When I was in college, my psychology professor always reminds us that it’s healthy to seek for anyone to share your problems with; that it’s all right to ask for help when you feel like sinking in your problems.
I was travelling up North, only a rucksack filled with two sets of clothes, knickers, basic toiletries, my laptop with its charger, a pad, a pen, and a few bills to make it through everyday. I dropped by without notice, but felt welcomed all the same, in a relative’s house to stay in for a night. There’s no bed that I could sleep in, and the couch was already taken when my cousin made a makeshift bed composed of four chairs slotted together for me to take. I promised that I just need to write a few articles about the town and its festivities, working as a freelance writer and all, so there’s no need to worry on how I’ll poorly lie on a mattress-less pit.
It was two in the morning when my phone started vibrating on my bed. I blindly searched for it and pushed the duvet off my legs as I clutched on my phone tightly and got on my feet. I brushed my finger on the screen open and pressed it against my ear. The person was crying and I had to shake my sleepy state awake as I try to fumble my fingers on the look of the backdoor to get out.
It was Nee, an ol’ friend whom I haven’t spoken to for almost three years. It’s funny how I still remember how her voice sounds despite these years and how I know too well that thick British accent rolls on her tongue. It feels like I’ve been reunited with someone that is almost like home. But instead of a reunion with drinks and trays filled with canapé, we’re reunited by a death of a friend, mourning on the person’s wake.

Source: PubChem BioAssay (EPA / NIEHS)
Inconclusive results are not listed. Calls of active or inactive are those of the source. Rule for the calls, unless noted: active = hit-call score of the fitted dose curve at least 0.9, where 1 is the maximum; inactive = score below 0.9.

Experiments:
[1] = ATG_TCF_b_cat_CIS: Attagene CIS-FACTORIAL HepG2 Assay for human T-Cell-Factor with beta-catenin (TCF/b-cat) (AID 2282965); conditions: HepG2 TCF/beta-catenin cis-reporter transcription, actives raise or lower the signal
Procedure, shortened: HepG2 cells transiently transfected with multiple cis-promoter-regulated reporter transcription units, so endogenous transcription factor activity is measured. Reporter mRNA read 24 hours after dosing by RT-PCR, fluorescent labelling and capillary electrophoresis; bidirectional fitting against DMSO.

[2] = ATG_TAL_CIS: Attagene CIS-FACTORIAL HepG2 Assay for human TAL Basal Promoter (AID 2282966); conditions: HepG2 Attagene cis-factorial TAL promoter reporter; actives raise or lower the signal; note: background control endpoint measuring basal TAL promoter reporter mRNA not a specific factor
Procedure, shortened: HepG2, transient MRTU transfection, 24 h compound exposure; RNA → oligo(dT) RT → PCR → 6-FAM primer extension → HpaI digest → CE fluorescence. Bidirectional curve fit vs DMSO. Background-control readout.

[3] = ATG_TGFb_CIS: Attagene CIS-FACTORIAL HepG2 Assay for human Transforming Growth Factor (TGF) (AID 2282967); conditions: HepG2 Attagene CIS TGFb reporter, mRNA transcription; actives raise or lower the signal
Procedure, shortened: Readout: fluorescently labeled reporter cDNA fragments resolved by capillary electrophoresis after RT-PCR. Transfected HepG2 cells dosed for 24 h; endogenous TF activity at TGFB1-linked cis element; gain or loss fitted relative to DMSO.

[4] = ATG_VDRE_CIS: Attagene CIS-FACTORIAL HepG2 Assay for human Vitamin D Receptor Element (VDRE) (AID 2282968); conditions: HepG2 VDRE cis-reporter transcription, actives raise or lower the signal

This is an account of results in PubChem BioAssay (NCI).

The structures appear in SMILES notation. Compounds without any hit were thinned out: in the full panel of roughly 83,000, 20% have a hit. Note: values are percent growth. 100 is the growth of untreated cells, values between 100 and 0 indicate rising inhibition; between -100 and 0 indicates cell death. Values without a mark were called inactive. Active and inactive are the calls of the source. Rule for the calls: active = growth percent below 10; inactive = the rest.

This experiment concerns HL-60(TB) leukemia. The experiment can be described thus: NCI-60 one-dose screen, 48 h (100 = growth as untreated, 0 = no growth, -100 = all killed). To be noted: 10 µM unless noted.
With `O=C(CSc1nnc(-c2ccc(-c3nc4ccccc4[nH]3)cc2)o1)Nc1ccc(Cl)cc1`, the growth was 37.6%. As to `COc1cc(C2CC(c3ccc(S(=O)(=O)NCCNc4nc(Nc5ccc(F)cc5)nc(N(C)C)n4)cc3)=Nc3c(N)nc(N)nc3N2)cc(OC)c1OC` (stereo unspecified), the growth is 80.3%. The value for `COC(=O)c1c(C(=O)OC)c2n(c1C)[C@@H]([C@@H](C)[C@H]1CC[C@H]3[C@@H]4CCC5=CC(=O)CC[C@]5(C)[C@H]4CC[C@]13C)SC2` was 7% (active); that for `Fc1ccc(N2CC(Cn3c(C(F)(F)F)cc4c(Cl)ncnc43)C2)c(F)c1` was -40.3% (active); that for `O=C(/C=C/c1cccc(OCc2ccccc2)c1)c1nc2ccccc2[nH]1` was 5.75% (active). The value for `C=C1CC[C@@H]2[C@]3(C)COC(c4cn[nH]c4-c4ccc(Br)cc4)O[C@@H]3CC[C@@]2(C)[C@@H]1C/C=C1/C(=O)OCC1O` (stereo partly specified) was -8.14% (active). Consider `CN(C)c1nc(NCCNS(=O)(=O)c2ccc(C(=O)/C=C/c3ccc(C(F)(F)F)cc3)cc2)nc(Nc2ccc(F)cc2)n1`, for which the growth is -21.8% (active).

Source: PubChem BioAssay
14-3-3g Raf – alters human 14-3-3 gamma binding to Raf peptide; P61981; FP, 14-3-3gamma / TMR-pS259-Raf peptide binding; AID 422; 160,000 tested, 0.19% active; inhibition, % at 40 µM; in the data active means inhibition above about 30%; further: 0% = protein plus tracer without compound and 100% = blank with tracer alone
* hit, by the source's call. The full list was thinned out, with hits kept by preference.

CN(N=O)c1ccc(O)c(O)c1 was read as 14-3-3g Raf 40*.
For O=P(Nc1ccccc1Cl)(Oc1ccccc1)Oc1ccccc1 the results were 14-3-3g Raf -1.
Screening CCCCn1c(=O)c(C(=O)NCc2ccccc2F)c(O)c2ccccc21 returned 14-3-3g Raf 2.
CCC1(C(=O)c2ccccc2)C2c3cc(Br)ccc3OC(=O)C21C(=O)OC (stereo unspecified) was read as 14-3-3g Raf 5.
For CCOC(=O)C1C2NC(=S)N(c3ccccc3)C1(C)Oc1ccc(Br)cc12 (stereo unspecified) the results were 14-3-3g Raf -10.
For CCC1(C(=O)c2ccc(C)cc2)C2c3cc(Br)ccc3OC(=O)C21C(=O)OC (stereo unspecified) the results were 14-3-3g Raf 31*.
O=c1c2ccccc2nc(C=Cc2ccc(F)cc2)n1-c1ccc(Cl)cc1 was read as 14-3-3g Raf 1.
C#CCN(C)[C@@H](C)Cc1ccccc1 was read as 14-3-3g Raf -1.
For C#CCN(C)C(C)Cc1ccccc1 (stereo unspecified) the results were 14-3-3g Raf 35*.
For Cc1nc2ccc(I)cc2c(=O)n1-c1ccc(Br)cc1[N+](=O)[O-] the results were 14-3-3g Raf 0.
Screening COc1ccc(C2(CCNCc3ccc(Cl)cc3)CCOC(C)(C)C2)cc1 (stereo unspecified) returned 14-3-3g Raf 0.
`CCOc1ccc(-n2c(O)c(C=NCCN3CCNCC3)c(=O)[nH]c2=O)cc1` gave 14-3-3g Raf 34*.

I figured that there were no times for hi’s and hello’s as she continued to sob on the other line. I never recalled Nee for being a crybaby, nor someone who would feel sad about something. Despite her crazy family background, she’s always smiled. She’s never the sulking type, bawling over messy breakups or crazy hookups. She’s always been strong and confident. That’s why it was quite a surprise to hear her crying, and to hear from her, actually.
She committed an abortion.
Hearing Nee wail on the other line made me want to ask all sorts of questions. All basic Wh- questions are running in my head, eager to know how’d it all happened. But as she continued to narrate how it was her decision to get rid off it, as if it was a thing and not a human being, I couldn’t find my voice to even ask if she’s all right.
I stayed all night listening to her, shifting the phone from one ear to another as she continued telling everything from the start. She sobbed as she told me how he met this guy, and how they made a mistake on a drunken night and when the guy was a dick for leaving her. She couldn’t come back home, couldn’t just barge in and tell her parents that she’s pregnant. She wasn’t ready and she explained that abortion is the only answer she sees that time.
It was three years ago.
When I asked her why she’s telling it just now, she said that she wanted someone to know how she’s been grieving for such stupidity for a long time. I think the reason why she called is because she needed someone to be honest and vulnerable to even just for once. She needed someone’s forgiveness for killing someone as precious as anyone’s life. It could be her first child, but it happened all to fast.
I forgave her of course, and made her promise to come meet soon.
I think we all felt what Nee had experienced when facing through though times. It seems inevitable when you’re alone. It always difficult when there’s no one to lean on, but a simple call, text, a quick chat would have been sufficient, albeit unconventional. No matter the time difference, it’s still benevolent.